Thanks for the information about Viola delphinantha - also for showing the Sierra de Cazorla and of course for all these stunning pics!"

Gerd
Gerd Knoche, Solingen
Germany

Sinchets

  • our Bulgarian connection
  • Hero Member
  • *****
  • Posts: 1702
  • On the quest for knowledge.
    • Balkan Rare Plant Nursery
Re: PORTRAIT OF MORAVIAN SEED COLLECTOR
« Reply #23 on: January 13, 2010, 04:05:47 PM »

Quote
To me seems the Ptilotrichum purpureum a totally different plant from what I know in culture??
Looks more a bit succulent.

Are you thinking of Ptilotrichum spinosum 'Purpureum', Luit? I remember this one making a bushier plant with smaller flowers.
« Last Edit: January 13, 2010, 04:08:40 PM by Maggi Young »
Simon
Balkan Rare Plant Nursery
Stara Planina, Bulgaria. Altitude 482m.
Lowest winter (shade) temp -25C.
Highest summer (shade) temp 35C.

Kristl Walek

  • Hero Member
  • *****
  • Posts: 1428
  • Country: 00
  • specialist spotter of sprout potential
Re: PORTRAIT OF MORAVIAN SEED COLLECTOR
« Reply #24 on: January 13, 2010, 04:46:01 PM »
Thank you, ZZ, for raising consciousness here for Mojmír Pavelka---he has always been my favorite of the East European collectors (for various reasons, some of which you have mentioned), but also for his excellent seed quality, which, in the end, is what matters.
so many species....so little time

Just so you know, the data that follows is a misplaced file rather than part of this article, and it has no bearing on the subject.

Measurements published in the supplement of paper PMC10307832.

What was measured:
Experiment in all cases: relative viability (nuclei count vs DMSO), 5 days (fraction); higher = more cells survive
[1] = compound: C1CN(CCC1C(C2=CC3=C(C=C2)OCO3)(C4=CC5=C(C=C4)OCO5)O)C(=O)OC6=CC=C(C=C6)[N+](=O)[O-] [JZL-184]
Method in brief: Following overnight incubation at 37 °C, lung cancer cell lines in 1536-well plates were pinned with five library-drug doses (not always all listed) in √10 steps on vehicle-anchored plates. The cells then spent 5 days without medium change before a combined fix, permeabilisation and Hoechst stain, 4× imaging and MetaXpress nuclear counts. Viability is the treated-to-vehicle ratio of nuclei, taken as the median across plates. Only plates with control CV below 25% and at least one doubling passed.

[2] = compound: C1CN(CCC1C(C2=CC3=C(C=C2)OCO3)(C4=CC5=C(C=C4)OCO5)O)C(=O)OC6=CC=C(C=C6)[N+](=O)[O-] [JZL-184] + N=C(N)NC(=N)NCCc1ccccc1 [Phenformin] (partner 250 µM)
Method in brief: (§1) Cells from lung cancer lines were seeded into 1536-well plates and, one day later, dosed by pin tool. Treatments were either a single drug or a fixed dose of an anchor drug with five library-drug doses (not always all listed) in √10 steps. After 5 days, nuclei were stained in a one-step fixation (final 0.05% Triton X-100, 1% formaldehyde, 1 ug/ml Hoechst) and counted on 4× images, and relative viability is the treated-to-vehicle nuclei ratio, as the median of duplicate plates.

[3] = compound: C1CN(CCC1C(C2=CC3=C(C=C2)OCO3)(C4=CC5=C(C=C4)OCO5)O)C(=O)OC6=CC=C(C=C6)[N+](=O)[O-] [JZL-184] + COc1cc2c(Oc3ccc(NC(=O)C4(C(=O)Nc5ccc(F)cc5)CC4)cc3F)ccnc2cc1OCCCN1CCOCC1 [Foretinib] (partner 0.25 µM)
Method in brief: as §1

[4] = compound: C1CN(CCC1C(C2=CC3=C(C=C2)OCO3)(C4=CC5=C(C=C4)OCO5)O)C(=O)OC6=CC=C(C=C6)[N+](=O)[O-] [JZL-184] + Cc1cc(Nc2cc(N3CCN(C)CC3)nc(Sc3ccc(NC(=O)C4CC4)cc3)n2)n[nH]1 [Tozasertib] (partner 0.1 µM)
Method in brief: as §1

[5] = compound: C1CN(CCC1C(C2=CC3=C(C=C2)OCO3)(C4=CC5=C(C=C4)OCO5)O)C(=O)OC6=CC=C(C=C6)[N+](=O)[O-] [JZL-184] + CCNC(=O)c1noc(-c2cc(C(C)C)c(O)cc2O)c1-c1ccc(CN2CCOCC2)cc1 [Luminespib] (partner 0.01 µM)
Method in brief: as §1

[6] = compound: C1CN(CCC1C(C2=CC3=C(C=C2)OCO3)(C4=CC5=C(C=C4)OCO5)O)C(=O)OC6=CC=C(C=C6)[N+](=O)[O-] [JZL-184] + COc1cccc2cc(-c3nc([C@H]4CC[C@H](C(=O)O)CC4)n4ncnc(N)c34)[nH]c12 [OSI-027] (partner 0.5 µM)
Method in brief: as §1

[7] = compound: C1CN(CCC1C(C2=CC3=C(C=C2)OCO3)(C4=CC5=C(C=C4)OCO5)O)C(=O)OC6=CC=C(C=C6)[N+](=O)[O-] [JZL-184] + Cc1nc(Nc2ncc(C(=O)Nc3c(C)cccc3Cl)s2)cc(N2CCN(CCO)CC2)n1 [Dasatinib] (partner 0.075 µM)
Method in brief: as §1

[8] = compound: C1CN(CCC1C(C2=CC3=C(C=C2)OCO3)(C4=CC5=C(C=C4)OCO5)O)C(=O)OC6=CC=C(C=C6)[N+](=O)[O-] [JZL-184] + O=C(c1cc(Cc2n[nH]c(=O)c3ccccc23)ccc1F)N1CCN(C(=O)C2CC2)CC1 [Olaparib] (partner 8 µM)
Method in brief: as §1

Kristl Walek

https://www.wildplantsfromseed.com

Lvandelft

  • Spy out IN the cold
  • Hero Member
  • *****
  • Posts: 3785
  • Country: nl
  • Dutch Master
Re: PORTRAIT OF MORAVIAN SEED COLLECTOR
« Reply #25 on: January 13, 2010, 05:06:54 PM »

Quote
To me seems the Ptilotrichum purpureum a totally different plant from what I know in culture??
Looks more a bit succulent.

Are you thinking of Ptilotrichum spinosum 'Purpureum', Luit? I remember this one making a bushier plant with smaller flowers.

Yes Simon, but just found out, there is a Ptilotrichum purpureum which should be kept in the alpine house.
And therefore different from Pt. spinosum Purpureum.
Rather confusing!
Luit van Delft, right in the heart of the beautiful flowerbulb district, Noordwijkerhout, Holland.

Sadly Luit died on 14th October 2016 - happily we can still enjoy his posts to the Forum

Jiri Papousek

  • Jr. Member
  • **
  • Posts: 57